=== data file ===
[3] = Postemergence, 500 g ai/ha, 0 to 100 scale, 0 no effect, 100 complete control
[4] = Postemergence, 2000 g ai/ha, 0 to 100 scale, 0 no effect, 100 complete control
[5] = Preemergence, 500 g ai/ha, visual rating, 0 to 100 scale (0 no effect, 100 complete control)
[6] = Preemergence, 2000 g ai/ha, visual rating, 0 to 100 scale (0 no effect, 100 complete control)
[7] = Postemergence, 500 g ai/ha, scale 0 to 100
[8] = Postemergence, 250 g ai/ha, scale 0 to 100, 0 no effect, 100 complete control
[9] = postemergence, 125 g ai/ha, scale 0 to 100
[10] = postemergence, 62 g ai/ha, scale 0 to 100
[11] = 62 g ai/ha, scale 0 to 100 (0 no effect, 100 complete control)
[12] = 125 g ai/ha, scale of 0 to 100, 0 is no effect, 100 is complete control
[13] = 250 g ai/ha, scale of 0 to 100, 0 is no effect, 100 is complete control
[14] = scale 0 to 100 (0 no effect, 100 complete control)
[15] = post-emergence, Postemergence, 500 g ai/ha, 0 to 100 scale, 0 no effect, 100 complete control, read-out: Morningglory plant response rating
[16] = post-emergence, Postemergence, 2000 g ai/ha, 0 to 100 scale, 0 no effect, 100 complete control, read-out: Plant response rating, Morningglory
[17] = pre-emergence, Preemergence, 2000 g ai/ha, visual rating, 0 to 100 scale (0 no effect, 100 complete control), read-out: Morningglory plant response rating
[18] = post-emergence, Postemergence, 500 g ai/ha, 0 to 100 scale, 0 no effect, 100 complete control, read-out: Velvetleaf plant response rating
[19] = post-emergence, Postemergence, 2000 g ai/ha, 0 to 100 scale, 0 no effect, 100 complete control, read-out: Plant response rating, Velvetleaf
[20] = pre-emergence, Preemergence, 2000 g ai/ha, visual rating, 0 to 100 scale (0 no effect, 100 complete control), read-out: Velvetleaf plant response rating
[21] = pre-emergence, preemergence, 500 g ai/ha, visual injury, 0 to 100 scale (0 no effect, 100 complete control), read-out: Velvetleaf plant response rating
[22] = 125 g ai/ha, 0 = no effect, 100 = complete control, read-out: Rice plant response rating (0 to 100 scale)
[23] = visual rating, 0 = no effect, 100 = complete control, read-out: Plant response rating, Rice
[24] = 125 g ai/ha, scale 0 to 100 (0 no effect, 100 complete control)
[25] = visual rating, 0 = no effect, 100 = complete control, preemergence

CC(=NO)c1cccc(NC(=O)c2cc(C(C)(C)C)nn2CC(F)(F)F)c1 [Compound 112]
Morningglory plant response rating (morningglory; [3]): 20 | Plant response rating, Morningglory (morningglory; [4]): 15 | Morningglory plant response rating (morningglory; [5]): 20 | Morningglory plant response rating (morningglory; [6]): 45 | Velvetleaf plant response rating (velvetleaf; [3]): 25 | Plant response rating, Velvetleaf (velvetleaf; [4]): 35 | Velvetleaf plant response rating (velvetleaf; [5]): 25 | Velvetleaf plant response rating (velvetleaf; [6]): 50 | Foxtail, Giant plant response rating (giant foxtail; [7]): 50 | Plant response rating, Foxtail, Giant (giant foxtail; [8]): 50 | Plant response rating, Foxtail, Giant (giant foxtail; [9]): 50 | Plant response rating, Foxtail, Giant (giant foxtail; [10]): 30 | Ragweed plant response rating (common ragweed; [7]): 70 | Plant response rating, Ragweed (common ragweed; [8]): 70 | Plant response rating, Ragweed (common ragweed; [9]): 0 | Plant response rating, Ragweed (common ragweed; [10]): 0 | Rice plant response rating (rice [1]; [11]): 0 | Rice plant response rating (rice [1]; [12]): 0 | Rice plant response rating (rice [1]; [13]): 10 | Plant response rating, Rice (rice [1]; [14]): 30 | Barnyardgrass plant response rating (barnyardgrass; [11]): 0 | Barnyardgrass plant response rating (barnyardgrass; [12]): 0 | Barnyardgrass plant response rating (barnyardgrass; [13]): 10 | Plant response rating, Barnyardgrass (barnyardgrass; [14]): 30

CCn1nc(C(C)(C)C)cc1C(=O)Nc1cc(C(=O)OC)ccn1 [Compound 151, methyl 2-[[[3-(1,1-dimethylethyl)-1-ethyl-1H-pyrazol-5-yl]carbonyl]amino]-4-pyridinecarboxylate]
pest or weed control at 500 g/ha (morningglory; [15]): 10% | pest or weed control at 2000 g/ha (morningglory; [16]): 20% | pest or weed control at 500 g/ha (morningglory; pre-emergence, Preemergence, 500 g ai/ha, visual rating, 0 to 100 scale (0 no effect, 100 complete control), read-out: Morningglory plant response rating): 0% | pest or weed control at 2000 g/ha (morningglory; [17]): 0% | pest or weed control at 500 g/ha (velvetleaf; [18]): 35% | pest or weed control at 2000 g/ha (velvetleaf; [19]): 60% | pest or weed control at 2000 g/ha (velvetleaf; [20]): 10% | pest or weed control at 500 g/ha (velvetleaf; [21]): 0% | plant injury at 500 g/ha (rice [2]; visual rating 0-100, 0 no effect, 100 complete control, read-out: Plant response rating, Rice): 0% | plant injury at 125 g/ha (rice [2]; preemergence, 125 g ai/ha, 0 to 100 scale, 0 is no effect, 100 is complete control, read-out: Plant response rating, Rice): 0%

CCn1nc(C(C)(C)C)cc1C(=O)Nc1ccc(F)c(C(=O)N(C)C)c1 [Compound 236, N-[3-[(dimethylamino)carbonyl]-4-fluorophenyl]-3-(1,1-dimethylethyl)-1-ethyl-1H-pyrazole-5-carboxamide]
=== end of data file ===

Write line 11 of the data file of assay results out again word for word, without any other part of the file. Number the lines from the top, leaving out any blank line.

[13] = 250 g ai/ha, scale of 0 to 100, 0 is no effect, 100 is complete control